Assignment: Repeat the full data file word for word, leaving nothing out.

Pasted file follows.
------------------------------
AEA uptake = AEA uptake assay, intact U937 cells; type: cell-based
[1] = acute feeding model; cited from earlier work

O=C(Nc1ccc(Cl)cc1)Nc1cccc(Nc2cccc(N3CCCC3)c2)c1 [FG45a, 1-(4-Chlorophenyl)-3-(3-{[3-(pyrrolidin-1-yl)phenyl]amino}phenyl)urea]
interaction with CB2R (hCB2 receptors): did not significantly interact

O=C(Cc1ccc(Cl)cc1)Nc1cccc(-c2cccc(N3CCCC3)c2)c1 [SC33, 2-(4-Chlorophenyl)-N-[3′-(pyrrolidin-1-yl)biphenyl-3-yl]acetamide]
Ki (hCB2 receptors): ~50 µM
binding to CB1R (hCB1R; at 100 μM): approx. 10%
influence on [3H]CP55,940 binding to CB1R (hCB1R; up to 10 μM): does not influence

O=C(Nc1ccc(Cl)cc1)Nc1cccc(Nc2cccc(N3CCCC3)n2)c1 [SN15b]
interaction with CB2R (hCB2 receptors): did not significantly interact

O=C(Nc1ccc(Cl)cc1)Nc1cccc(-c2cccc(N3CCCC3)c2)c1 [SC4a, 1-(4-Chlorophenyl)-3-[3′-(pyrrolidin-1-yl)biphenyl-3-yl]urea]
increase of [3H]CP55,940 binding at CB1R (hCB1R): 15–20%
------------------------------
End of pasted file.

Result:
AEA uptake = AEA uptake assay, intact U937 cells; type: cell-based
[1] = acute feeding model; cited from earlier work

O=C(Nc1ccc(Cl)cc1)Nc1cccc(Nc2cccc(N3CCCC3)c2)c1 [FG45a, 1-(4-Chlorophenyl)-3-(3-{[3-(pyrrolidin-1-yl)phenyl]amino}phenyl)urea]
interaction with CB2R (hCB2 receptors): did not significantly interact

O=C(Cc1ccc(Cl)cc1)Nc1cccc(-c2cccc(N3CCCC3)c2)c1 [SC33, 2-(4-Chlorophenyl)-N-[3′-(pyrrolidin-1-yl)biphenyl-3-yl]acetamide]
Ki (hCB2 receptors): ~50 µM
binding to CB1R (hCB1R; at 100 μM): approx. 10%
influence on [3H]CP55,940 binding to CB1R (hCB1R; up to 10 μM): does not influence

O=C(Nc1ccc(Cl)cc1)Nc1cccc(Nc2cccc(N3CCCC3)n2)c1 [SN15b]
interaction with CB2R (hCB2 receptors): did not significantly interact

O=C(Nc1ccc(Cl)cc1)Nc1cccc(-c2cccc(N3CCCC3)c2)c1 [SC4a, 1-(4-Chlorophenyl)-3-[3′-(pyrrolidin-1-yl)biphenyl-3-yl]urea]
increase of [3H]CP55,940 binding at CB1R (hCB1R): 15–20%